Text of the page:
Thomas C. Kingsley

Kresge Eye Institute, Detroit, Michigan, United States

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Publications (4)1.97 Total impact

  • L G Johnsson · Joseph E. Hawkins · Roland C. Rouse · Thomas C. Kingsley
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    ABSTRACT: Four variations and degrees of severity of the Mondini malformation were found in the temporal bones from two neonates, one with congenital heart disease and the other with trisomy D, and from one teenager with leukemia: 1) short cochlea and normal vestibular organs; 2) short cochlea and persistent horizontal canal anlage; 3) markedly shortened cochlea with no modiolus, wide internal auditory meatus, and persistent horizontal canal anlage; 4) same as variation 3, but with persistent anlagen in all semicircular canals. Variations 3 and 4 were from the case of trisomy D, in which the left cochlea had a normal hair cell population but few nerve fibers, and the intraganglionic spiral bundle was displaced from Rosenthal's canal to the osseous spiral lamina. The right ear had no cochlear nerve fibers; the organ of Corti was present, but hair cells were unusually small. In the case of trisomy D, both ears showed subtotal loss of vestibular nerve fibers. Although the rudimentary cristae of the right ear had numerous hair cells, the macular hair cells were fewer and malformed. No hydrops was present.
    American Journal of Otolaryngology 07/1984; 5(4):242-57. DOI:10.1016/S0196-0709(84)80034-4 · 0.98 Impact Factor
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    ABSTRACT: The temporal bones from a 58-year-old white woman who had had hereditary congenital deafness were examined with the techniques of microdissection and surface preparations followed by sectioning of the modiolus. There was bilateral, almost total sensorineural degeneration, which also involved the saccule. The degeneration of the distal processes of the cochlear neurons in the osseous spiral lamina was almost complete, whereas numerous ganglion cells and proximal processes remained in the modiolus and the internal auditory canal. Severe cochleo-saccular hydrops was present in the left ear with Reissner's membrane bulging into the horizontal canal. X-ray diffraction and electron probe analysis were used to study the abnormal crystalline deposits in both ears. On the left side the saccular otoconia were composed of calcite, but the utricular macula was covered by a crust of apatite spherulites. More apatite occurred around the maculae and in the scala media. The cupulae were composed of apatite and octacalcium phosphate. On the right side the utricular otoconia were of normal calcite, but there was a deposit of apatite on the macula sacculi. The upper part of the scala media was completely filled by a deposit of apatite and octacalcium phosphate.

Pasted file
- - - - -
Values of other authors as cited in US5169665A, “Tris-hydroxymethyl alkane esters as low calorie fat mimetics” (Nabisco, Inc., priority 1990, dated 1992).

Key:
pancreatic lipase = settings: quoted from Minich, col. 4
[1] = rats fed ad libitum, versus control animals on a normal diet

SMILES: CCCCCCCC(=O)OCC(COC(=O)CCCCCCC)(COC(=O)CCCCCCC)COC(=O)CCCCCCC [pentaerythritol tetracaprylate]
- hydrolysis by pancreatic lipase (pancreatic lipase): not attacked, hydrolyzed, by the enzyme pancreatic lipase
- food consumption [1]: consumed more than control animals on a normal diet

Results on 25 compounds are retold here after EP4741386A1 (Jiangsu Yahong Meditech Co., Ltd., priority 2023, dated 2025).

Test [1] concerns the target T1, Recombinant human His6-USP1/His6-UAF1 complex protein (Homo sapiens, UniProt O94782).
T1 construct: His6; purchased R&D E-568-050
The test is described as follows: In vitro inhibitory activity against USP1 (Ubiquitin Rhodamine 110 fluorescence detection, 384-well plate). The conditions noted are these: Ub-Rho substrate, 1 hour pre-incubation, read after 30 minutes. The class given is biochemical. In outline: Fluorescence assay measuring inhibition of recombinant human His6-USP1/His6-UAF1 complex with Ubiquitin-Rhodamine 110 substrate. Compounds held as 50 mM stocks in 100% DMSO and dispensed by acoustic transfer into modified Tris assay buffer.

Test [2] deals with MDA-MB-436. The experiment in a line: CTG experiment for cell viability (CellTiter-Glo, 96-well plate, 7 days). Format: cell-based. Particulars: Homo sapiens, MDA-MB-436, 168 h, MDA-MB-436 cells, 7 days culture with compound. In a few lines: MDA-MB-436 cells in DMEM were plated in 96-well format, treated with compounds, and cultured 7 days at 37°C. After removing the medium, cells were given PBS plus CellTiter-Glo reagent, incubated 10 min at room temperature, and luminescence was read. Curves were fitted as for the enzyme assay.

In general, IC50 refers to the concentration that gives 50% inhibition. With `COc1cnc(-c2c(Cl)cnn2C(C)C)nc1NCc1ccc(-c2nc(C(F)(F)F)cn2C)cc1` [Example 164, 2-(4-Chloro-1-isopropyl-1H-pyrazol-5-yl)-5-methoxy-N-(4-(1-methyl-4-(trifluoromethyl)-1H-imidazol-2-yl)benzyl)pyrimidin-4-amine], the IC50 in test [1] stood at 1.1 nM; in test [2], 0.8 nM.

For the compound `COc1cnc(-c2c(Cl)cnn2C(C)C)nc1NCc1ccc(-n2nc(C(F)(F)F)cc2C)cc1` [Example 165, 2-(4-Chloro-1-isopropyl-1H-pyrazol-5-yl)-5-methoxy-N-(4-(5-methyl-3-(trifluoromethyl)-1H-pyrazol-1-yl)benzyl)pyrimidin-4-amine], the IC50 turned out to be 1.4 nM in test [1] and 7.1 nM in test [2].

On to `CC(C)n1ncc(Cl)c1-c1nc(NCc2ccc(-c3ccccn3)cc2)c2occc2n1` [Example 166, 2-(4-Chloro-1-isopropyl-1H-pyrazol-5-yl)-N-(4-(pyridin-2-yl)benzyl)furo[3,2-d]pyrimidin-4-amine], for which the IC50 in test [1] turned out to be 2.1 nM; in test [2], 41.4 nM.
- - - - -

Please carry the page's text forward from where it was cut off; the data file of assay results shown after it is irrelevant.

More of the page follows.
American Journal of Otolaryngology 12/1981; 2(4):284-98. DOI:10.1016/S0196-0709(81)80038-5 · 0.98 Impact Factor
  • L G Johnsson · T C Kingsley
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    ABSTRACT: A small intracochlear neurinoma was found in the temporal bone of a 54-year-old man who had no history of hearing loss or dizziness. The tumor was small, confined to the scala tympani, and did not visibly alter the tissues around it. The neurinoma was derived from the distal processes of the cochlear neuron. Intralabyrinthine tumors can cause auditory and vestibular symptoms and are difficult to diagnose.
    Archives of otolaryngology (Chicago, Ill.: 1960) 07/1981; 107(6):377-81. DOI:10.1001/archotol.1981.00790420051011
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    ABSTRACT: Temporal bones from five patients with hearing loss as a result of aminoglycoside treatment were examined by the method of microdissection and surface preparations, followed by celloidin embedding and serial sectioning of the modiolus. Three patients had received the newer antibiotics, gentamicin, tobramycin, and amikacin; the other two neomycin. In the cochleas from two patients of the first group there was only a small loss of hair cells, restricted to the lower end of the basal turn. The third, who had been treated with several antibiotics over a longer period of time, showed more extensive but strikingly asymmetrical patterns of degeneration in the two ears. This patient, as well as the fourth, who had received neomycin during peritoneal lavage, had numerous patchy areas of complete disappearance of Corti's organ in the basal turn, with incipient degeneration of the distal ends of the nerve fibers in adjacent portions of the osseous spiral lamina. The fifth patient, who had become deaf after prolonged treatment with neomycin by mouth, showed a complete loss of cochlear hair cells. Nerve fibers were present only in the middle and upper turns, where supporting cells remained. Midmodiolar sections showed a proportionately much greater loss of the distal than of the proximal processes of the cells of the spiral ganglion. These findings underscore once again the special hazard for the inner ear that is associated with the clinical use of neomycin, regardless of the route of administration.
    Acta oto-laryngologica. Supplementum 02/1981; 383:1-19.